By Jeff Hall, DVM, Senior Equine Technical Services Veterinarian, Zoetis
Horses and ponies are stoic animals, especially when it comes to dental pain. They often show us only minor signs of discomfort, which can quite commonly show up as behavioral problems.
For example, one horse owner told me she purchased a young horse who settled in well but had the strangest behavior while eating grain. After each bite, the filly stretched and twisted her head while chewing, spilling feed everywhere. The owner scheduled a dental exam with her veterinarian, and it revealed multiple tooth issues, which were causing the horse pain. A few days after an exam and treatment, the filly was eating her feed normally.
Many different factors cause physical and behavioral changes. In a 2020 survey, nearly three-quarters (73%) of horse owners indicated their horse had at least one behavior associated with dental pain.1 Additionally, a 2019 scientific study established a link between many common equine behavior problems and abscessed cheek teeth.2
Knowing the common signs of dental pain in horses can help you more easily recognize when something is off, signaling a call or visit with your veterinarian to mitigate potential problems as quickly as possible.
Be in the Know on Common Dental Concerns
It’s difficult to tell if your horse has tooth problems simply by looking at him. However, here are a few common dental problems your veterinarian can help diagnose.
- Infected teeth and/or gums
- Periodontal (gum) disease
- Abnormal or uneven bite planes
- Sharp enamel points forming on cheek teeth, causing lacerations of cheeks and tongue
- Lost and/or broken teeth
Eating /Drinking Behaviors Tied to Dental Pain
Watch for changes in your horse’s behaviors and observe new horses for common signs that may indicate it’s time to talk with your veterinarian about a dental exam. Behavioral signs of dental pain may include:
- Eating hay slowly
- Dropping hay from the mouth (commonly called quidding)
- Pausing while eating hay
- Food pocketing (occurs when feed packs between the cheek teeth)
- Adjusting hay in the mouth while eating
- Turning the head while eating hay
- Dropping grain from the mouth
- Dunking hay in water before eating
- Avoiding drinking cold water
Social Behaviors Linked to Dental Pain
Horses are naturally social animals—they thrive on interactions with you and their pasture or stablemates. When they are disinterested in others, a tooth problem could potentially be to blame. This could look like:
- Asocial behavior with people and/or other horses
- Aggressive behavior
- Head shyness
- General disinterest in their surroundings
Performance Issues Associated with Dental Pain
There are many reasons your horse’s performance or training progress could hit a roadblock. One reason might be a tooth abscess. Ask your veterinarian to perform a full oral exam to help uncover if dental pain might be causing your horse to:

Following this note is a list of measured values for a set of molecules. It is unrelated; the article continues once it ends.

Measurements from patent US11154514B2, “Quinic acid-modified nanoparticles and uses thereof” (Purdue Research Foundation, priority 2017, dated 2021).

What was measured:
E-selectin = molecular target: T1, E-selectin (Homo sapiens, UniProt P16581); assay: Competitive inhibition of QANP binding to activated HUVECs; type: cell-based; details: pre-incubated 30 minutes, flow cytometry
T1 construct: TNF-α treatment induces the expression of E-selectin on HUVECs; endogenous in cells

- Evade the bit (which may look like “grabbing” the bit, being above the bit, or running through the bit)
- Respond differently to left and right rein contact when ridden or driven with a bit—rein contact is typically worse on the same side as the affected tooth
- Shake his head when ridden/driven with a bit
- Open his mouth when ridden/driven with a bit
- Resist bridling
Common Causes Behind Dental Pain
There are numerous potential problems that could be the root of your horse’s dental pain, including tooth abscesses, sharp points caused by uneven tooth wear, as well as a fractured or infected tooth. Your veterinarian can only diagnose and treat the source of pain through a comprehensive dental/oral exam.
Did you know? Horses are commonly sedated for a full oral exam and treatment (learn more about what to expect during a dental exam here).
Your veterinarian may recommend using a sedative to help keep your horse and any assisting handlers safe during dental procedures. When your veterinarian recommends and uses a sedative, they are working to help protect your horse’s safety and provide pain control.
Chances are you and your family see the dentist at least once, if not twice per year. Your horse needs regular dental care for his overall well-being, too. If it’s been a while since your horse’s last dental exam, you’re not alone. A 2020 survey indicated that nearly 28% of horse owners shared it had been 12 months or longer since their horse had a dental checkup.2
Annual dental exams are an important part of a comprehensive spring tune-up for the horse(s) you know and love. Talk with your veterinarian today to schedule an appointment or discuss any concerns.
1 Zoetis Inc. Data on file. 2020 Zoetis Equine Dental Wellness Survey.
2 Pehkonen J, Karma L, Raekallio M. Behavioral Signs Associated With Equine Periapical Infection in Cheek Teeth. J Equine Vet Sci. 2019;77:144-50.
The American Association of Equine Practitioners. AAEP horse health: The importance of maintaining the health of the horse’s mouth. https://aaep.org/horsehealth/importance-maintaining-health-your-horses-mouth. Accessed January 20, 2023.
Zoetis Inc. Data on file. 2020 Equine Pain & Sedation Market Research Study.
Data on file, Animalytix Market Segmentation, December 2022.